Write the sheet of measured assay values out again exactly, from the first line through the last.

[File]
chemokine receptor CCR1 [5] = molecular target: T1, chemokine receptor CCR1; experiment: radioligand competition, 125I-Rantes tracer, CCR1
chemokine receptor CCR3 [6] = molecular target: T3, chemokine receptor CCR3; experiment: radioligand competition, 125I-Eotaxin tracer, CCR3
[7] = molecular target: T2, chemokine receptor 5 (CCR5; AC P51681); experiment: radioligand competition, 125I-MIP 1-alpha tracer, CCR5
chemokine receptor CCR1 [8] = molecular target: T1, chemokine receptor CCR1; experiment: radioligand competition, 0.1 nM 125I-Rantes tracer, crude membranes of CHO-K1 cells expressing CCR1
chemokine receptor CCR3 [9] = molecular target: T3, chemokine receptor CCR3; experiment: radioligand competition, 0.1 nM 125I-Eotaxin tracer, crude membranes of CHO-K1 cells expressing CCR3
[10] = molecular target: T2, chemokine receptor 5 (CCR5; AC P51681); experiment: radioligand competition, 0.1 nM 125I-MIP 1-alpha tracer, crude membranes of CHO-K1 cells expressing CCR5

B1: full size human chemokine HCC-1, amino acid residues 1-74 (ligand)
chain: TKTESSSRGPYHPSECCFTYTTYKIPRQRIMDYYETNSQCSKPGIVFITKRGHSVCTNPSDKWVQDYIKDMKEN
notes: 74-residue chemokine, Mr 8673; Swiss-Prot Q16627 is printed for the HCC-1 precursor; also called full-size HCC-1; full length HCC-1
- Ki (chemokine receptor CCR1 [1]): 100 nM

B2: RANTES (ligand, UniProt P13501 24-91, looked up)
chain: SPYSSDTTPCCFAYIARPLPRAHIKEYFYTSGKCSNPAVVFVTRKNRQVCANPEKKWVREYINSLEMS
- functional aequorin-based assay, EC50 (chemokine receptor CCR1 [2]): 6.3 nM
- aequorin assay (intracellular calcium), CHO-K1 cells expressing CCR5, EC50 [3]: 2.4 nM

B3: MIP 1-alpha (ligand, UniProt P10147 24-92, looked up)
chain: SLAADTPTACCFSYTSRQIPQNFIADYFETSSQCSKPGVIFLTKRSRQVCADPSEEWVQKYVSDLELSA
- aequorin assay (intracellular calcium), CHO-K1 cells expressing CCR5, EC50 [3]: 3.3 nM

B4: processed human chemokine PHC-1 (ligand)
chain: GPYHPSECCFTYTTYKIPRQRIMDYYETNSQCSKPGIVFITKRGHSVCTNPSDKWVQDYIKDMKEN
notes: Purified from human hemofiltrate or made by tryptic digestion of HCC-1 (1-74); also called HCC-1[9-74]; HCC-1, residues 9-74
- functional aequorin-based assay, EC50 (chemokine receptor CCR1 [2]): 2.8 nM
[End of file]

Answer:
chemokine receptor CCR1 [5] = molecular target: T1, chemokine receptor CCR1; experiment: radioligand competition, 125I-Rantes tracer, CCR1
chemokine receptor CCR3 [6] = molecular target: T3, chemokine receptor CCR3; experiment: radioligand competition, 125I-Eotaxin tracer, CCR3
[7] = molecular target: T2, chemokine receptor 5 (CCR5; AC P51681); experiment: radioligand competition, 125I-MIP 1-alpha tracer, CCR5
chemokine receptor CCR1 [8] = molecular target: T1, chemokine receptor CCR1; experiment: radioligand competition, 0.1 nM 125I-Rantes tracer, crude membranes of CHO-K1 cells expressing CCR1
chemokine receptor CCR3 [9] = molecular target: T3, chemokine receptor CCR3; experiment: radioligand competition, 0.1 nM 125I-Eotaxin tracer, crude membranes of CHO-K1 cells expressing CCR3
[10] = molecular target: T2, chemokine receptor 5 (CCR5; AC P51681); experiment: radioligand competition, 0.1 nM 125I-MIP 1-alpha tracer, crude membranes of CHO-K1 cells expressing CCR5

B1: full size human chemokine HCC-1, amino acid residues 1-74 (ligand)
chain: TKTESSSRGPYHPSECCFTYTTYKIPRQRIMDYYETNSQCSKPGIVFITKRGHSVCTNPSDKWVQDYIKDMKEN
notes: 74-residue chemokine, Mr 8673; Swiss-Prot Q16627 is printed for the HCC-1 precursor; also called full-size HCC-1; full length HCC-1
- Ki (chemokine receptor CCR1 [1]): 100 nM

B2: RANTES (ligand, UniProt P13501 24-91, looked up)
chain: SPYSSDTTPCCFAYIARPLPRAHIKEYFYTSGKCSNPAVVFVTRKNRQVCANPEKKWVREYINSLEMS
- functional aequorin-based assay, EC50 (chemokine receptor CCR1 [2]): 6.3 nM
- aequorin assay (intracellular calcium), CHO-K1 cells expressing CCR5, EC50 [3]: 2.4 nM

B3: MIP 1-alpha (ligand, UniProt P10147 24-92, looked up)
chain: SLAADTPTACCFSYTSRQIPQNFIADYFETSSQCSKPGVIFLTKRSRQVCADPSEEWVQKYVSDLELSA
- aequorin assay (intracellular calcium), CHO-K1 cells expressing CCR5, EC50 [3]: 3.3 nM

B4: processed human chemokine PHC-1 (ligand)
chain: GPYHPSECCFTYTTYKIPRQRIMDYYETNSQCSKPGIVFITKRGHSVCTNPSDKWVQDYIKDMKEN
notes: Purified from human hemofiltrate or made by tryptic digestion of HCC-1 (1-74); also called HCC-1[9-74]; HCC-1, residues 9-74
- functional aequorin-based assay, EC50 (chemokine receptor CCR1 [2]): 2.8 nM